Native American Culture

Native American Heritage Month emphasizes the importance of Native American culture and history and will be celebrated through several events hosted by the Department of Multicultural Services.

Though many Americans sit down to enjoy their Thanksgiving meal with nothing but thankfulness in their hearts, those of Native American descent view the holiday with mixed feelings. Native American Heritage Month shines a light on the experiences of these individuals and is a time to educate oneself on their experiences in order to better communicate and empathize with them.

AgriBusiness sophomore and member of the Native American and Indigenous Student Organization, or NAISO, Logan James said Thanksgiving is widely misconceived by many non-native peoples due to their lack of knowledge about its history.

“I love that it gives an opportunity to bring families together and enjoy a hearty meal, however it hurts my heart to know that families across America are essentially celebrating the beginning of the end of Native culture,” James said. “On Thanksgiving, I am giving thanks to my ancestors who died and fought to make sure I could still be here today and tell their story, not to the European settlers who colonized our nation.”

Especially around the time of Thanksgiving, James said Native history deserves a spotlight in cultural conversations.

“I encourage everyone who celebrates this holiday to take some time to educate themselves about Native issues, past and present,” James said. “I would like to draw attention to the fact that there is more than just history when it comes to the Native culture, there is a future.”

Every November, the Texas A&M Department of Multicultural Services holds events in honor of Native American Heritage Month. They held a CommUnity Conversation earlier in the month in collaboration with NAISO and the Native American and Indigenous Studies Working Group.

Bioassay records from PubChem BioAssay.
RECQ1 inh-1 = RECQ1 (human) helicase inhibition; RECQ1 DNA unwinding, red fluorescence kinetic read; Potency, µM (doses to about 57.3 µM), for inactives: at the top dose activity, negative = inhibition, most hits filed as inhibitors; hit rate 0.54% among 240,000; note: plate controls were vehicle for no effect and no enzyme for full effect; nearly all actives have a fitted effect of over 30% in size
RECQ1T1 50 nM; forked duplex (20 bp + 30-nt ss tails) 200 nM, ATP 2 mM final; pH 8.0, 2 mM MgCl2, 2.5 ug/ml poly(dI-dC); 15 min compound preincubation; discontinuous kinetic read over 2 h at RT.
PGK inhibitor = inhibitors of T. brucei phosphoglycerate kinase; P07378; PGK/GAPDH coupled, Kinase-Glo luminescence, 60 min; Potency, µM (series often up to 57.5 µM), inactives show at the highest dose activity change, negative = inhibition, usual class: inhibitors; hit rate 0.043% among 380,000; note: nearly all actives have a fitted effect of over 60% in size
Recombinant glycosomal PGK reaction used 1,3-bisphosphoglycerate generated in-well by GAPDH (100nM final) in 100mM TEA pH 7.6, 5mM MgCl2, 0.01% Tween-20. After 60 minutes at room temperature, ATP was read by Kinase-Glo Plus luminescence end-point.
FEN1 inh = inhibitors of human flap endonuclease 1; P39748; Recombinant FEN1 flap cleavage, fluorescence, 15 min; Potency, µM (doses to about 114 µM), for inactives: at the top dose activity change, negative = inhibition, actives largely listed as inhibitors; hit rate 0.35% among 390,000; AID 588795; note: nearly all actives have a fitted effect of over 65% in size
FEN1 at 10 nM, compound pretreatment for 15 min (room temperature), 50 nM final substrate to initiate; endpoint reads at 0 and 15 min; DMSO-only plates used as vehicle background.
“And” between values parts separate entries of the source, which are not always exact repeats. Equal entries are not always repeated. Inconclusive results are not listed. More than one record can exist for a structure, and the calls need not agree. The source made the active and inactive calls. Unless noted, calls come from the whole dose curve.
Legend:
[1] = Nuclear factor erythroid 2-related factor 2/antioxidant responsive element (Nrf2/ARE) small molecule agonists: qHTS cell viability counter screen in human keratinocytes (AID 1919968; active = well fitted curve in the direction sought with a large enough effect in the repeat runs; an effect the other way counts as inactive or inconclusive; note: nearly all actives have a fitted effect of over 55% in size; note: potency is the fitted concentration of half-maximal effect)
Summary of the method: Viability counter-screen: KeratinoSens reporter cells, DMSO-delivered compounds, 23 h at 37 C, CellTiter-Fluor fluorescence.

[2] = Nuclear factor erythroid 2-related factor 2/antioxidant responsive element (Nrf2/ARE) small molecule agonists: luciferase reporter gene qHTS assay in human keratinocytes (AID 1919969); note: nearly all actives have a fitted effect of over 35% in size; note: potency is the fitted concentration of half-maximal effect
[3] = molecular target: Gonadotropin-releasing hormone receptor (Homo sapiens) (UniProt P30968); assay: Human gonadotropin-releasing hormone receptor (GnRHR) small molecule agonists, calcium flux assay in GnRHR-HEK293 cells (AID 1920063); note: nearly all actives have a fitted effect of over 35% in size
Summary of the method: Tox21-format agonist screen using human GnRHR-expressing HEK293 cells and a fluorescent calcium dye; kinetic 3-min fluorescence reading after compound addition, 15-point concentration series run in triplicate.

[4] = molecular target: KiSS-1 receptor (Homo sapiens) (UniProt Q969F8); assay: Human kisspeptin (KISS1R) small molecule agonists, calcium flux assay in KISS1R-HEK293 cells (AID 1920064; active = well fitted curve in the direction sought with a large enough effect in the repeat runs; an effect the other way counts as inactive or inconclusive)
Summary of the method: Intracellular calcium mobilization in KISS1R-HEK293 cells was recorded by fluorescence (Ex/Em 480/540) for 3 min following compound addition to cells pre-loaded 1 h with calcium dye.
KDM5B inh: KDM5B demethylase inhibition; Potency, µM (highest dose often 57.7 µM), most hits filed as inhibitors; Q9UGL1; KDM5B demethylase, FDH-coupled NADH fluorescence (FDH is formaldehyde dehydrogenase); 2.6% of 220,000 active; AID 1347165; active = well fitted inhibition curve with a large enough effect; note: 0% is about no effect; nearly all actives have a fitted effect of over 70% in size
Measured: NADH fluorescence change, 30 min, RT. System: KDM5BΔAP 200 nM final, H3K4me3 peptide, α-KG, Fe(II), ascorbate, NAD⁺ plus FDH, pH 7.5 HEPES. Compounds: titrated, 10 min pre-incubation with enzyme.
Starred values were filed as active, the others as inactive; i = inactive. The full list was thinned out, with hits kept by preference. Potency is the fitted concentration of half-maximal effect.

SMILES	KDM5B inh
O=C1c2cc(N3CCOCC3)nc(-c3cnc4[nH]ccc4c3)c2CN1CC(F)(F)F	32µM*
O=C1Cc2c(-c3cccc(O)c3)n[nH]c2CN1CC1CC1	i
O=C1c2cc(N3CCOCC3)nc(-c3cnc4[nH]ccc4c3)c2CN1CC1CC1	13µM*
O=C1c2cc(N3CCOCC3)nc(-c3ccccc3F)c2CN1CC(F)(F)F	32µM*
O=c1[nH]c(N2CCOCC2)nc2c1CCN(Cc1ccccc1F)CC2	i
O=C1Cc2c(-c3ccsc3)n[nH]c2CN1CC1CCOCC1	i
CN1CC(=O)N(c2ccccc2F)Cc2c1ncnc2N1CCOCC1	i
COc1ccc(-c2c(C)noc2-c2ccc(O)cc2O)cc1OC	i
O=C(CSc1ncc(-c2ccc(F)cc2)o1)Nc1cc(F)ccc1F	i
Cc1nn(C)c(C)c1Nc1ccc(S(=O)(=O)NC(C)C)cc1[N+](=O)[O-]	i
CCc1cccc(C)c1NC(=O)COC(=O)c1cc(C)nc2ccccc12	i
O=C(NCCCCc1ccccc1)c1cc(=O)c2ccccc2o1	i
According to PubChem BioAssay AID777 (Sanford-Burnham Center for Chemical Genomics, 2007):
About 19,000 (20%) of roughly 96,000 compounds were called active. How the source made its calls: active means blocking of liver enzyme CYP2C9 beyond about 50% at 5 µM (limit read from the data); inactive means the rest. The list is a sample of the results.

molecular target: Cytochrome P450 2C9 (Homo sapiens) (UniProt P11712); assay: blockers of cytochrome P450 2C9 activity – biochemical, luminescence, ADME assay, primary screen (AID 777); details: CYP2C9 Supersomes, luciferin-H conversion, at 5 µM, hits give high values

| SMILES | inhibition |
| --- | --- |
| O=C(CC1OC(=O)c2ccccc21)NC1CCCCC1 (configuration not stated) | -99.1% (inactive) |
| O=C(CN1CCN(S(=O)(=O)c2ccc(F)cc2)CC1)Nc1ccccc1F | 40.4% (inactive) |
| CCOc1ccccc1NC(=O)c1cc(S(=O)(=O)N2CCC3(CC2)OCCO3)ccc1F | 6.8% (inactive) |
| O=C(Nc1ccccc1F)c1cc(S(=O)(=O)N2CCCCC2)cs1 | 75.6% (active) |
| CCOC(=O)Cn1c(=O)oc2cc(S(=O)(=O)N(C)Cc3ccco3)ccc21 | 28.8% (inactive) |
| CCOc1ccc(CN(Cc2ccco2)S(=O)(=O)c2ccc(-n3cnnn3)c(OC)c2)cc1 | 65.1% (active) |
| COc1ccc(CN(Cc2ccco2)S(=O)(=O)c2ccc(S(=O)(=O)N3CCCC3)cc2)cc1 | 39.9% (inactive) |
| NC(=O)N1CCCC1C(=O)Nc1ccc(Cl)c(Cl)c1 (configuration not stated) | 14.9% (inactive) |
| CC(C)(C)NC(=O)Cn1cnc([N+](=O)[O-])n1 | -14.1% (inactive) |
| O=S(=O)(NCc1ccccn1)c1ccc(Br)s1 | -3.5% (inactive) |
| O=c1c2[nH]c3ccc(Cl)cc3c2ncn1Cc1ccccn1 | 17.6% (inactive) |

Diversity Education Specialist Angela Jackson said the event, “Land Grab U: Indigenous Peoples and Land-Grant Universities,” gave students the chance to learn from and engage with guest speakers.

“The speakers emphasized the importance of not only looking at Native American history as something in the past, but something that is living in the present,” Jackson said.

The department also puts on Cultural Exploration trips. This year, the trip features The Sacred Springs Powwow, which is celebrating its 10th anniversary. Jackson said the trips are usually in person, but will be held virtually due to COVID-19.

“In person, we would be able to go see the dance competition, talk to elders and see different Native American artifacts,” Jackson said. “The great thing about it being virtual this year is there’s a more educational component to it. You can learn about history, dance styles, and different food and recipes.”

Jackson said there will be a special opportunity for participants to win a free trip once in-person Cultural Explorations trips resume.

“There's a quiz students can take after participating,” Jackson said. “Once the powwow is over, I’ll draw a name from whoever submitted the quiz, and one person will win a voucher to participate in a trip when we resume after [COVID-19].”

The Sacred Springs Powwow website invites interested individuals to “experience Mother Earth’s heartbeat from the comfort of [their] home.”

Though the Native American population has diminished in number, James said they are still a people group that deserve to be celebrated and recognized.

“We are not gone, and we will not be forgotten,” James said.

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